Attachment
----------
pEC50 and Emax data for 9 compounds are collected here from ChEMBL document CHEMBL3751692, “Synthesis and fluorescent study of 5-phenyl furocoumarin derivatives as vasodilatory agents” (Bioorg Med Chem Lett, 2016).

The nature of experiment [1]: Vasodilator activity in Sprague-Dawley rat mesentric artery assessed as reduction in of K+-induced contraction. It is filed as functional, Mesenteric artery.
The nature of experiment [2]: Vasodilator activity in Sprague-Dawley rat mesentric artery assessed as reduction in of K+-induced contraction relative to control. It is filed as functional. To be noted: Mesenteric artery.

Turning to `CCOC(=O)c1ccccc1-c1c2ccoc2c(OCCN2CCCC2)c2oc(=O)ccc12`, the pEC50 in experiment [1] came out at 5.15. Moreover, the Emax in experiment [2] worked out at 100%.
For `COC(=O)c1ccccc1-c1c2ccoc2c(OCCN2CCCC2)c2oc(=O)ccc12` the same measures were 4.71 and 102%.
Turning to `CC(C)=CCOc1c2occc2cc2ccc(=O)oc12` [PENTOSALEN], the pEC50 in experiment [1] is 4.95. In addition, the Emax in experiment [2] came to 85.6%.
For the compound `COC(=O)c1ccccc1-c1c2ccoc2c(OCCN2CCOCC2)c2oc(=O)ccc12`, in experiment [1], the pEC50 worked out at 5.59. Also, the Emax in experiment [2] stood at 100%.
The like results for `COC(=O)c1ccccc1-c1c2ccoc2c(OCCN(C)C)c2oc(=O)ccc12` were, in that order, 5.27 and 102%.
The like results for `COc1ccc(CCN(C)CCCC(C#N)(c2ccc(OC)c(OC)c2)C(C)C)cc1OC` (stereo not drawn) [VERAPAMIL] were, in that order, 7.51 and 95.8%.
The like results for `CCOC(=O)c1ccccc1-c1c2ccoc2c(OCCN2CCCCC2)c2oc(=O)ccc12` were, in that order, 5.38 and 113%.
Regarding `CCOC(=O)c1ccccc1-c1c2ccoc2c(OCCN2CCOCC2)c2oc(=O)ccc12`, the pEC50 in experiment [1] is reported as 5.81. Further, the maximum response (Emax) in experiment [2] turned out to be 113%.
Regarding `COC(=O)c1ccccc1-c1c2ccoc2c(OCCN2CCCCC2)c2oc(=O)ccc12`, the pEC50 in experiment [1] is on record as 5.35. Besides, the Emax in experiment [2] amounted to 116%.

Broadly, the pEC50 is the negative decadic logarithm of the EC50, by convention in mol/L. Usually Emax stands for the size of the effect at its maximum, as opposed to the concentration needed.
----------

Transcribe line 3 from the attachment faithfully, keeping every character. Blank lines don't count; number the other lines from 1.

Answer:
The nature of experiment [2]: Vasodilator activity in Sprague-Dawley rat mesentric artery assessed as reduction in of K+-induced contraction relative to control. It is filed as functional. To be noted: Mesenteric artery.